Archive | February, 2010

Nmap v5.20 Released – Open Source Network Exploration & Auditing Tool

Find your website's Achilles' Heel


Nmap is of course of the most famous port scanners and hacking tools of all time, the last stable release was back in July 2009.

For those that may not know, Nmap (“Network Mapper”) is a free open source utility for network exploration or security auditing. It was designed to rapidly scan large networks, although it works fine against single hosts. Nmap uses raw IP packets in novel ways to determine what hosts are available on the network, what services (application name and version) those hosts are offering, what operating systems (and OS versions) they are running, what type of packet filters/firewalls are in use, and dozens of other characteristics.

Nmap 5.20 offers more than 150 significant improvements, including:

  • 30+ new Nmap Scripting Engine scripts
  • Enhanced performance and reduced memory consumption
  • Protocol-specific payloads for more effectie UDP scanning
  • A completely rewritten traceroute engine
  • Massive OS and version detection DB updates (10,000+ signatures)

You can download Nmap 5.21 here (more options):

Linux – nmap-5.21.tgz
Windows – nmap-5.21-win32.zip

Or read more here.


Posted in: Hacking Tools, Network Hacking

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Google Willing To Pay Bounty For Chrome Browser Bugs

Your website & network are Hackable


This is a pretty interesting development from Google and also seems to be coming much more common now, companies openly offering payments for bugs/vulnerabilities discovered in their software.

It’s a chance for the white-hat guys to earn a few bucks, but honestly I don’t think it’s going to change anything. Especially not when we’re talking $500 per vulnerability.

A serious browser 0-day exploit that can allow execution of malware will go for 100 times that much on the black market so there’s no real incentive for the bad guys to give up their code for $500.

Google yesterday announced a bug-bounty program that will pay researchers $500 for each vulnerability they report in the Chrome browser and its underlying open-source code.

In a post to the Chromium project’s blog , Chris Evans, who works on the Chrome security team, said the base bounty would be $500, but that “particularly severe or particularly clever” bugs would reap rewards of $1,337 each.

The latter amount is a reference to “leet,” a kind of geek-speak used by some researchers; there, “leet” is rendered as “1337.”

New vulnerabilities in Chrome, Chromium — the open-source project that Google uses to craft Chrome — and plug-ins that ship with Chrome, such as Google Gears, are eligible for bounties, said Evans. Bugs that are ranked “high” or “critical” in Chrome’s rating system get preference, he added, but others may be considered.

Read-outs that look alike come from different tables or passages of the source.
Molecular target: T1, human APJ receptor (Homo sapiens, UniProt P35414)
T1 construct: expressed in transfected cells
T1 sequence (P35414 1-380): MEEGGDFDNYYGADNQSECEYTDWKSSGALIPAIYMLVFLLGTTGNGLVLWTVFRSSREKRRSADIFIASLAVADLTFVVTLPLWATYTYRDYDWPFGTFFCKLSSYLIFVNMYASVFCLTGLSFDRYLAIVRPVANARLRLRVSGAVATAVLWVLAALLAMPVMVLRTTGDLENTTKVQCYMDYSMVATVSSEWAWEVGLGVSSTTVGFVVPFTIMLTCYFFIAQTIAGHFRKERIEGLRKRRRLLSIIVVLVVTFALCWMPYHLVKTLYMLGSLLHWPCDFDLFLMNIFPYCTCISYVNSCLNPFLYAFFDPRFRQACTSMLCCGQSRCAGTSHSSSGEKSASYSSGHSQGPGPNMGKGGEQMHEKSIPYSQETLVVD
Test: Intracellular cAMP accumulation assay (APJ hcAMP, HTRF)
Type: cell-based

Even for the particularly severe or clever bugs they can award up to $1,337, that’s still peanuts compared to what they can sell the exploit for on the open market – or even to companies like TippingPoint ZDI who claim to pay 10 times more (which would be more reasonable, $5000 for a working exploit).

I hope it helps though and gives some legitimate security researches a little more incentive to focus on Chrome, the bad guys won’t pay much attention though as Chrome is still a relatively small player in the browser world.

“We are hoping that … this program will encourage new individuals to participate in Chromium security,” said Evans. “The more people involved in scrutinizing Chromium’s code and behavior, the more secure our millions of users will be.”

“Internet Explorer, Safari, Firefox…those browsers have been out there for a long time,” said Pedram Amini, manager of the security research team at 3com’s Austin, Tex.-based TippingPoint, which operates Zero Day Initiative (ZDI), one of the two best-known bug-bounty programs. “But Chrome, and now Chrome OS, need researchers. Google needs people to put eyes on the target.”

Google’s new bounty program isn’t the first from a software vendor looking for help rooting out vulnerabilities in its own code, but it’s the largest company to step forward, Amini said. Microsoft , for example, has traditionally dismissed any calls that it pay for vulnerabilities. “This will be beneficial to Google,” Amini added. “There are actually very few vendors who play in the bounty market, but Google doing it is definitely interesting.”

I don’t realistically expect any groundbreaking bugs to come out of this initiative, but I think a few people might bust out their browser fuzzing tools and see what they can find.

Worth a bit of effort if you can find 10 decent bugs in a couple of hours and net yourself $5000usd.

Source: Network World


Posted in: Exploits/Vulnerabilities, Programming, Web Hacking

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